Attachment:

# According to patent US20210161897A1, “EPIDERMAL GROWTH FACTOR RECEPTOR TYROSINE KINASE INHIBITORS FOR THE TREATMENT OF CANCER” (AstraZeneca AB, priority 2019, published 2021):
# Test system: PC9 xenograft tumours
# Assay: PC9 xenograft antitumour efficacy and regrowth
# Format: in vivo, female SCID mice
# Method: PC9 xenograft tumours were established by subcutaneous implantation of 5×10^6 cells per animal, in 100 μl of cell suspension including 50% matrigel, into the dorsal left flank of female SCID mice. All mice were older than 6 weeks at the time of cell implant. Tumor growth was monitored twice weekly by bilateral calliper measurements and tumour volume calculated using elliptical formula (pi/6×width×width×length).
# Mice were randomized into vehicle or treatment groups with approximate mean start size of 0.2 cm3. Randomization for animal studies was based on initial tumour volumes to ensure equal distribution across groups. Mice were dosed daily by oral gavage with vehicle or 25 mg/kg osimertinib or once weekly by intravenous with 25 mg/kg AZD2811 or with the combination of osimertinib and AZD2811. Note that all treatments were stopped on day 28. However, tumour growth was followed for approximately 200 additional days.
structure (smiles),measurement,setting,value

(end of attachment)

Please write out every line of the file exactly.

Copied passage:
# According to patent US20210161897A1, “EPIDERMAL GROWTH FACTOR RECEPTOR TYROSINE KINASE INHIBITORS FOR THE TREATMENT OF CANCER” (AstraZeneca AB, priority 2019, published 2021):
# Test system: PC9 xenograft tumours
# Assay: PC9 xenograft antitumour efficacy and regrowth
# Format: in vivo, female SCID mice
# Method: PC9 xenograft tumours were established by subcutaneous implantation of 5×10^6 cells per animal, in 100 μl of cell suspension including 50% matrigel, into the dorsal left flank of female SCID mice. All mice were older than 6 weeks at the time of cell implant. Tumor growth was monitored twice weekly by bilateral calliper measurements and tumour volume calculated using elliptical formula (pi/6×width×width×length).
# Mice were randomized into vehicle or treatment groups with approximate mean start size of 0.2 cm3. Randomization for animal studies was based on initial tumour volumes to ensure equal distribution across groups. Mice were dosed daily by oral gavage with vehicle or 25 mg/kg osimertinib or once weekly by intravenous with 25 mg/kg AZD2811 or with the combination of osimertinib and AZD2811. Note that all treatments were stopped on day 28. However, tumour growth was followed for approximately 200 additional days.
structure (smiles),measurement,setting,value